They travel around the world to participate in photography festivals, conferences and portfolio reviews — looking at new work, encouraging promising photographers, and helping to introduce like-minded people to each other wherever they go.
The two have generated over the past 40 years, an admirable amount of work, both working individually as well as together as photographers, journalists and activists for human rights and social justice.

This book (the exhibition toured internationally around 2009) displays some of the most important historic events of the last half century in the U.S. — the Civil Rights Movement, Ku Klux Klan, Vietnam War, American drug culture, Feminism, and local and national politics, to name a few.
They traveled with and photographed well-known figures from that era, including Martin Luther King Jr., John F. Kennedy and Robert Kennedy.
Beyond the big stories, they documented rural life, poverty, and the struggles for survival and dignity in small communities throughout Texas over an extended period of 13 years of self-initiated investigations.
There is an understanding of the importance of history and the recording of that history.

My interest in this book was first captivated by the histories and ways of life photographed in Texas 20-30 years ago, for my own visit to Central Texas last year.
What moved me the most though, was the account on Vietnam Vets, who returned home with post-traumatic stress syndrome problems, brain injuries, and immune system problems associated with the use of depleted uranium weaponry.

Anyone who is interested in the history of the United States, human rights, and documentary photography will find value in this work.

Review by Jim Casper on:



Thomas Struth museum photography

I was quite surprised to find recently that my photo reports on visits to museums and (photography) galleries, which I considered mere tomfoolery on my part, is actually a genre! 
This kind of work actually made Thomas Struth famous (admittedly he is recognised for other talents in photography as well, such as portraits). 




Trapped tv-series

TRAPPED is a tv series I so much enjoyed, fresh and vibrant, it made me think of how much I enjoyed the first series of The Killing!
As I am used to watching such series with subtitles, spoken in Scandinavian languages, I had no trouble now dealing with Icelandic.
After its first screening at the Toronto International Film Festival on 20Sep15, it was first broadcast on RÚV on Dec. 27th. It has since been sold to numerous broadcasters across the world, including the BBC, who began screening it on 13February16. I acquired it through a dvd boxset.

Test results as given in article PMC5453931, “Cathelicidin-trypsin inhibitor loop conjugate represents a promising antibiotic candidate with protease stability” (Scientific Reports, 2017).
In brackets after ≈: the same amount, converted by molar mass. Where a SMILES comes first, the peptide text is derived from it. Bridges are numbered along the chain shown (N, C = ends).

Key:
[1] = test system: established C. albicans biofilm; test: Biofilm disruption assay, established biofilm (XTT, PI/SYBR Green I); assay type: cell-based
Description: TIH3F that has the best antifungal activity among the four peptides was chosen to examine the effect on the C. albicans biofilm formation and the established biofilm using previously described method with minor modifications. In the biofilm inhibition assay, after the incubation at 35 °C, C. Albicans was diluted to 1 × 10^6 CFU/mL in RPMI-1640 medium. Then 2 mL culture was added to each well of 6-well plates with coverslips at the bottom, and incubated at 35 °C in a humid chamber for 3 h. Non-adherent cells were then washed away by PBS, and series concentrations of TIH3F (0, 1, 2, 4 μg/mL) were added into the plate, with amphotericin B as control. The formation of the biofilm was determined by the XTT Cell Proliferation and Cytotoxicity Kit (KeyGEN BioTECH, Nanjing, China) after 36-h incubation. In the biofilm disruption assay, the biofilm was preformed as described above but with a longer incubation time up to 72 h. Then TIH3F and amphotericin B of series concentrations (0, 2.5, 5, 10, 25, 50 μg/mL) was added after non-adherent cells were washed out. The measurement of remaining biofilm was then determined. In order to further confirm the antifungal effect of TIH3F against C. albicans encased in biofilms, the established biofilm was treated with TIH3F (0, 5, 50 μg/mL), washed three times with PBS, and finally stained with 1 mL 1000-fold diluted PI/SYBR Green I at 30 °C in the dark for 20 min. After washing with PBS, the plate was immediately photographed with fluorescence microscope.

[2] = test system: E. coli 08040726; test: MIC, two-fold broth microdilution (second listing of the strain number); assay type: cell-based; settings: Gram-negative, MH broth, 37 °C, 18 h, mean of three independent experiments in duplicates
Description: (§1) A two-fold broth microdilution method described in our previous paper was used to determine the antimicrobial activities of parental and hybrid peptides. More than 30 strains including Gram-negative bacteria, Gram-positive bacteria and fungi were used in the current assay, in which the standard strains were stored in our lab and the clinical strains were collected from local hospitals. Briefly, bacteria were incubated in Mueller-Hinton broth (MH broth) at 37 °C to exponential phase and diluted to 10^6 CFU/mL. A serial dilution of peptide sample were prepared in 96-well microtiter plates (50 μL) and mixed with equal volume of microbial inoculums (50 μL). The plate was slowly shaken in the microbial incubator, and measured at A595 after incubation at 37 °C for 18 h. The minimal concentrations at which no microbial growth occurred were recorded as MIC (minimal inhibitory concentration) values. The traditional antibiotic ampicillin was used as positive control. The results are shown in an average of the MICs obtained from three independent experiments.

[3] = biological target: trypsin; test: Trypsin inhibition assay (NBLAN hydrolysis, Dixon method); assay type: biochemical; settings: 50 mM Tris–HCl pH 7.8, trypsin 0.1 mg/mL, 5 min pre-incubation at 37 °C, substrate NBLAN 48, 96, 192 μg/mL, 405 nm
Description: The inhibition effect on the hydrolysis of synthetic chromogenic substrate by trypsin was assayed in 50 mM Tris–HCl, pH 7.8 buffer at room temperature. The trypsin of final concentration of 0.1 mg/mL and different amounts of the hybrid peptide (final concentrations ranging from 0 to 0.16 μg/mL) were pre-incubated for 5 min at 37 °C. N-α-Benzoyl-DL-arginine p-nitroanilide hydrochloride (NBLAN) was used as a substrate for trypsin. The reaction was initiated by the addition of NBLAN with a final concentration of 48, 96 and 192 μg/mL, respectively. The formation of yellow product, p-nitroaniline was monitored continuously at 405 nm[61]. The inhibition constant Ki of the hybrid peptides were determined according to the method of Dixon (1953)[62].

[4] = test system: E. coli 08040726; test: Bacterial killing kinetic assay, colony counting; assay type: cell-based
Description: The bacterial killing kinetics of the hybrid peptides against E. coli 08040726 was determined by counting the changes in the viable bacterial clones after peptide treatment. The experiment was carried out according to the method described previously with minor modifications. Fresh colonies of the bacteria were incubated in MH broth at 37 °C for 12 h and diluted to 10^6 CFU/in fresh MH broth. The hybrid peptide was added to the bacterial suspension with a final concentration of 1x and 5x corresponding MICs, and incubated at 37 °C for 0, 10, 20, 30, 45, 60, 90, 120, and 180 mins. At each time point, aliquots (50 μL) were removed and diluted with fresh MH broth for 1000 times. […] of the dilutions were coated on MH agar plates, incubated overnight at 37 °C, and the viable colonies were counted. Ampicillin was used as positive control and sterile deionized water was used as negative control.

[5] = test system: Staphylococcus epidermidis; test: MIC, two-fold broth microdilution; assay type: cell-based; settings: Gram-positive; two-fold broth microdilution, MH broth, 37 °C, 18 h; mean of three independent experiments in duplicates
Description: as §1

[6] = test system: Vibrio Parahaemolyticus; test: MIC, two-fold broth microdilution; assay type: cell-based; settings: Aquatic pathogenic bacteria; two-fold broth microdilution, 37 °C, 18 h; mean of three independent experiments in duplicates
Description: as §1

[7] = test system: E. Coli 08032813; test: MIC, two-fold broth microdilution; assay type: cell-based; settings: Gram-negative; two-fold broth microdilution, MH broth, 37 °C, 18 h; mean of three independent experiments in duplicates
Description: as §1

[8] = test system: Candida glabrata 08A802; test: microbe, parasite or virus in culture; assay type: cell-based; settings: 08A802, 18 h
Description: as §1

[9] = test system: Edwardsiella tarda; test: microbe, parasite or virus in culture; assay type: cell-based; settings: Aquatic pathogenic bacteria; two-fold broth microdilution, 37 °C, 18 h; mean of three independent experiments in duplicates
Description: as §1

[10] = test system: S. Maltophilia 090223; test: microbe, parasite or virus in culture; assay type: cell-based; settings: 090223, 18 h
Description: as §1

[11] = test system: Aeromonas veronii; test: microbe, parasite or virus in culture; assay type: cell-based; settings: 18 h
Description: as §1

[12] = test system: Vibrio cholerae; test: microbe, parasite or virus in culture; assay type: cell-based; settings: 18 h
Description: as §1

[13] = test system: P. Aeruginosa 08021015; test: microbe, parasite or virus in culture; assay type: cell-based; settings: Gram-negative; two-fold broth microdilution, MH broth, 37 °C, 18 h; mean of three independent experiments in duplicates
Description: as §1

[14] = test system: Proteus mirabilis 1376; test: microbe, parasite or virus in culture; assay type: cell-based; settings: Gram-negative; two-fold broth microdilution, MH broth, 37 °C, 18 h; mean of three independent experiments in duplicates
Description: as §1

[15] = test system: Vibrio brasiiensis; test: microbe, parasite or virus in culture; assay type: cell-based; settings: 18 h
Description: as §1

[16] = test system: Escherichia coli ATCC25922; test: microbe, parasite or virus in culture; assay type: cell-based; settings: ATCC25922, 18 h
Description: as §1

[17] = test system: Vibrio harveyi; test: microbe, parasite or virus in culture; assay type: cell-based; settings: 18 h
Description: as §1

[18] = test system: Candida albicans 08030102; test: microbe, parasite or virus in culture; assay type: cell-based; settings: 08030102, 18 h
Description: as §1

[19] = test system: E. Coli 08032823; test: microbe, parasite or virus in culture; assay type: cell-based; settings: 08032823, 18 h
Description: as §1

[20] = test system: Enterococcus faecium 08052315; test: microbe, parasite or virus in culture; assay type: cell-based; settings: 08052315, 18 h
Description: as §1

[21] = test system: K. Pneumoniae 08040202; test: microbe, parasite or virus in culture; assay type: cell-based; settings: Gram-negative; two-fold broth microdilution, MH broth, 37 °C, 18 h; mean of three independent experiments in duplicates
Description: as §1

The story is complex, multi-layered, but is unravelled in a tidy and understandable way; there are no sudden, unexplained moves.
It starts with a fire in a warehouse where two young people had made their love nest. Then the story skips seven years, but this fire has consequences that reverberate throughout the series.

When a carferry from Denmark docks in Seyðisfjörður, a sleepy town in eastern parts of Iceland, it coincides with fishermen finding a dismembered body in the water. The police suspects that the passengers and/or crew on the ferry has something to do with the dead body and forbids it to leave. Chaos ensues, as passengers are stranded and illegal humam trafficking comes to light.

Meanwhile a group of local businessmen try to sell their village the idea of a Chinese investment: their village is ideally located to create an international sea harbour, but everybody would need to sell their land to make this dream come true. With the 2008 banking crisis in Iceland still well in mind, this is met with suspicion by some.
If we regard the current scandal in Iceland, as revealed by 'the Panama Papers', and the financial schemes Prime Minister Sigmundur David Gunnlaugssonnow has to answer to, fiction is not so strange in this Icelandic murder mystery!

The local constabulary consists of only three people and they are put hard up to solve this murder, deal with the chaos of the stranded ferry passengers and find the people implicated in illegal human trafficking. All this against a backdrop of severe winter weather, when the entire village find themselves trapped by an avalanche blocking the roads and a blizzard making air traffic impossible.

The police force in Reykjavik want to claim their responsibility, and media limelight, and when they finally can, they blunder in with too much haste.
A local old boys network, with interests in the harbour development, is hard to crack; until one of them is murdered.
Many people in the small community have something to hide, including police-inspector Andri (who is also dealing with his ex-wife visiting, with her new partner, and she intends to take their 2 young daughters back to Reykjavik).

The filming in snow and wind conditions is really top notch; the peeling away of the various layers of mystery is steady and compelling.
Twenty episodes would have been as welcome as the ten I watched!

Trapped on Wikipedia

Seyðisfjörður  is a town and municipality in the Eastern Region of Iceland at the innermost point of the fjord of the same name.
Every week the car ferry MS Norröna of Smyril Line comes to Seyðisfjörður from Hirtshals in Denmark and Tórshavn in the Faroe Islands. Until January 2009 it also called at Bergen, Norway and Scrabster, Scotland.